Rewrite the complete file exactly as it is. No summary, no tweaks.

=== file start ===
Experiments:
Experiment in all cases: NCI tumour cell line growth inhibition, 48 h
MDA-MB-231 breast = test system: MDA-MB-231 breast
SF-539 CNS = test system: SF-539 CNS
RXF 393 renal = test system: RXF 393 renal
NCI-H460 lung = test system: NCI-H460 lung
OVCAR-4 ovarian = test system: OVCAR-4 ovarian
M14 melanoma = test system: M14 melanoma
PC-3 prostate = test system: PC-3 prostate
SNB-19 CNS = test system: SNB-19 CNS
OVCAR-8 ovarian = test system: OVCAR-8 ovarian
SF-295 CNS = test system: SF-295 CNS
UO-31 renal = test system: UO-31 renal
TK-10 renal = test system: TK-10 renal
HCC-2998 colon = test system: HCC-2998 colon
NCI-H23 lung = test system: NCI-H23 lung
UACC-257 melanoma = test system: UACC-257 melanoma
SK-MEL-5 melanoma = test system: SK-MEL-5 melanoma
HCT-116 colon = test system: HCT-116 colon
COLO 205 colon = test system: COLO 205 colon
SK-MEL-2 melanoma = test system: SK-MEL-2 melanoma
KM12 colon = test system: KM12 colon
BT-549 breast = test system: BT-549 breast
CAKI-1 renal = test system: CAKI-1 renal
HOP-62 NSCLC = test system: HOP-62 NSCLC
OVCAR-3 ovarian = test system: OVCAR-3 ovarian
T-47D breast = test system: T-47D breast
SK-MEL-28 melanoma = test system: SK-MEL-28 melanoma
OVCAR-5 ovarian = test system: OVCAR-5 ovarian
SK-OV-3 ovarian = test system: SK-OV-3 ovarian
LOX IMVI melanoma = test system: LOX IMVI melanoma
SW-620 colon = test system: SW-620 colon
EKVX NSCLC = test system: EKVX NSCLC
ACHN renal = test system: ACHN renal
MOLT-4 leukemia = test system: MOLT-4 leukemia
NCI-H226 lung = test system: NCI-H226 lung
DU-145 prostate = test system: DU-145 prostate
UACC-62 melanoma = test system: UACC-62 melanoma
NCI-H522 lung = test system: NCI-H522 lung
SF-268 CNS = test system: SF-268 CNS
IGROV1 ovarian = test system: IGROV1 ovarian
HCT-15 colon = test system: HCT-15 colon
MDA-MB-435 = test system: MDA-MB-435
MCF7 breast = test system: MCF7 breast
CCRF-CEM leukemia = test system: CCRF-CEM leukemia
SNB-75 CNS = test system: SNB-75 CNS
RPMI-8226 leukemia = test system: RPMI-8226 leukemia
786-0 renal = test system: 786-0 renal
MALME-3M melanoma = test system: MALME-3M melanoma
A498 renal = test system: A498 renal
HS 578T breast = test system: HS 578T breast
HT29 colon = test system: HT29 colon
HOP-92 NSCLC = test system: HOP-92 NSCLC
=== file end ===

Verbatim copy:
Experiments:
Experiment in all cases: NCI tumour cell line growth inhibition, 48 h
MDA-MB-231 breast = test system: MDA-MB-231 breast
SF-539 CNS = test system: SF-539 CNS
RXF 393 renal = test system: RXF 393 renal
NCI-H460 lung = test system: NCI-H460 lung
OVCAR-4 ovarian = test system: OVCAR-4 ovarian
M14 melanoma = test system: M14 melanoma
PC-3 prostate = test system: PC-3 prostate
SNB-19 CNS = test system: SNB-19 CNS
OVCAR-8 ovarian = test system: OVCAR-8 ovarian
SF-295 CNS = test system: SF-295 CNS
UO-31 renal = test system: UO-31 renal
TK-10 renal = test system: TK-10 renal
HCC-2998 colon = test system: HCC-2998 colon
NCI-H23 lung = test system: NCI-H23 lung
UACC-257 melanoma = test system: UACC-257 melanoma
SK-MEL-5 melanoma = test system: SK-MEL-5 melanoma
HCT-116 colon = test system: HCT-116 colon
COLO 205 colon = test system: COLO 205 colon
SK-MEL-2 melanoma = test system: SK-MEL-2 melanoma
KM12 colon = test system: KM12 colon
BT-549 breast = test system: BT-549 breast
CAKI-1 renal = test system: CAKI-1 renal
HOP-62 NSCLC = test system: HOP-62 NSCLC
OVCAR-3 ovarian = test system: OVCAR-3 ovarian
T-47D breast = test system: T-47D breast
SK-MEL-28 melanoma = test system: SK-MEL-28 melanoma
OVCAR-5 ovarian = test system: OVCAR-5 ovarian
SK-OV-3 ovarian = test system: SK-OV-3 ovarian
LOX IMVI melanoma = test system: LOX IMVI melanoma
SW-620 colon = test system: SW-620 colon
EKVX NSCLC = test system: EKVX NSCLC
ACHN renal = test system: ACHN renal
MOLT-4 leukemia = test system: MOLT-4 leukemia
NCI-H226 lung = test system: NCI-H226 lung
DU-145 prostate = test system: DU-145 prostate
UACC-62 melanoma = test system: UACC-62 melanoma
NCI-H522 lung = test system: NCI-H522 lung
SF-268 CNS = test system: SF-268 CNS
IGROV1 ovarian = test system: IGROV1 ovarian
HCT-15 colon = test system: HCT-15 colon
MDA-MB-435 = test system: MDA-MB-435
MCF7 breast = test system: MCF7 breast
CCRF-CEM leukemia = test system: CCRF-CEM leukemia
SNB-75 CNS = test system: SNB-75 CNS
RPMI-8226 leukemia = test system: RPMI-8226 leukemia
786-0 renal = test system: 786-0 renal
MALME-3M melanoma = test system: MALME-3M melanoma
A498 renal = test system: A498 renal
HS 578T breast = test system: HS 578T breast
HT29 colon = test system: HT29 colon
HOP-92 NSCLC = test system: HOP-92 NSCLC